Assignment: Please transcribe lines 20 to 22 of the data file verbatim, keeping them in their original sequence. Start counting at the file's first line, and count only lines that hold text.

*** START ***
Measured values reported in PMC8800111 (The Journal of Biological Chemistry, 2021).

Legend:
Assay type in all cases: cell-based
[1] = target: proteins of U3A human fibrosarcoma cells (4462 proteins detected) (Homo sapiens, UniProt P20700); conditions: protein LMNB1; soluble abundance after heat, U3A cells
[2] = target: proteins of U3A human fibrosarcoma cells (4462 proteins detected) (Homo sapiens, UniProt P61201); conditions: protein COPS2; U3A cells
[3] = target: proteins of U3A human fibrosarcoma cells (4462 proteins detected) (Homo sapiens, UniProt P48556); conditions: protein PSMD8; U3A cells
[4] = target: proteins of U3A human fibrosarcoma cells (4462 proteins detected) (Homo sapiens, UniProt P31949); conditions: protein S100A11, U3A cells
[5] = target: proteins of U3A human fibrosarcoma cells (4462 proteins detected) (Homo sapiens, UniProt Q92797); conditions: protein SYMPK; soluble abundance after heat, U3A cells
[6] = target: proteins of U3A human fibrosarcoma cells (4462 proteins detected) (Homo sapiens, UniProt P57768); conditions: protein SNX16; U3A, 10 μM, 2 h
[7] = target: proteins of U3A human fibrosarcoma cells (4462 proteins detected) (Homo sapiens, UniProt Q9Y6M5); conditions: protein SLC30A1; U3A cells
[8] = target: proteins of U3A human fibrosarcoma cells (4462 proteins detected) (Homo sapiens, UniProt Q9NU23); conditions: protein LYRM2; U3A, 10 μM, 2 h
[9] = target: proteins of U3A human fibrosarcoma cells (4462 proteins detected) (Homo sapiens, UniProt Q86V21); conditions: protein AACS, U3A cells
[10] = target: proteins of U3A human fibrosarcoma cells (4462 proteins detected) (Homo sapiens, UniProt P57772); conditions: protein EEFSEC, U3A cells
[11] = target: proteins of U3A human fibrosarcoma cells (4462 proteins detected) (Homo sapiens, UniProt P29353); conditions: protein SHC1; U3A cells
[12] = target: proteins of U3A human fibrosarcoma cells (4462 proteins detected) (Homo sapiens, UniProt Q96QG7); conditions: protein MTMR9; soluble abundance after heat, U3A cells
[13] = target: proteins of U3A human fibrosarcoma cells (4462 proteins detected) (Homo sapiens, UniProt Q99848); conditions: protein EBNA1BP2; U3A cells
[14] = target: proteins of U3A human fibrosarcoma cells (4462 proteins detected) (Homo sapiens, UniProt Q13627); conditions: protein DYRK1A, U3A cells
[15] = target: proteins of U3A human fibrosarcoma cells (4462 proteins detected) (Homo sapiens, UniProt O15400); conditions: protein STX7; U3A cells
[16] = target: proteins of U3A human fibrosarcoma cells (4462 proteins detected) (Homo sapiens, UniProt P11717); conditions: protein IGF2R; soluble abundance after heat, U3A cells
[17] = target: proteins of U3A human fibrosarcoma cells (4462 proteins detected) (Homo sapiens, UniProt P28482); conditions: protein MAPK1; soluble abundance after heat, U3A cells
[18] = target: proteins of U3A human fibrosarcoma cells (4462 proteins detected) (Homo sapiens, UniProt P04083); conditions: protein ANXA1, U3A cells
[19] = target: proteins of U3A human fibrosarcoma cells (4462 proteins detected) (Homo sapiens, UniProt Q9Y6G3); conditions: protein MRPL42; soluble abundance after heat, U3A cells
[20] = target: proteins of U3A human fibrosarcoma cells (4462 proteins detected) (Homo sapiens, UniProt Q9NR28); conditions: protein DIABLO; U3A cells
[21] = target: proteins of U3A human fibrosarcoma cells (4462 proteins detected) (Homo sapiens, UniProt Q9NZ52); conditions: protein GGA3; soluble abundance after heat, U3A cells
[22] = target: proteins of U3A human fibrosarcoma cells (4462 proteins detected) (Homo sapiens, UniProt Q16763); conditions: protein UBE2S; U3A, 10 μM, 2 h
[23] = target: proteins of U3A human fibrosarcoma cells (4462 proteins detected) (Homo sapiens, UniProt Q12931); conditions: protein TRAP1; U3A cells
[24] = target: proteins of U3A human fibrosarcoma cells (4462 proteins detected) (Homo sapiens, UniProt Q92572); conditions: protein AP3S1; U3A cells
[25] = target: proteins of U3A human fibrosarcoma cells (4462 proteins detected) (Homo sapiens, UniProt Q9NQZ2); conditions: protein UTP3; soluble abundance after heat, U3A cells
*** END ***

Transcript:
[17] = target: proteins of U3A human fibrosarcoma cells (4462 proteins detected) (Homo sapiens, UniProt P28482); conditions: protein MAPK1; soluble abundance after heat, U3A cells
[18] = target: proteins of U3A human fibrosarcoma cells (4462 proteins detected) (Homo sapiens, UniProt P04083); conditions: protein ANXA1, U3A cells
[19] = target: proteins of U3A human fibrosarcoma cells (4462 proteins detected) (Homo sapiens, UniProt Q9Y6G3); conditions: protein MRPL42; soluble abundance after heat, U3A cells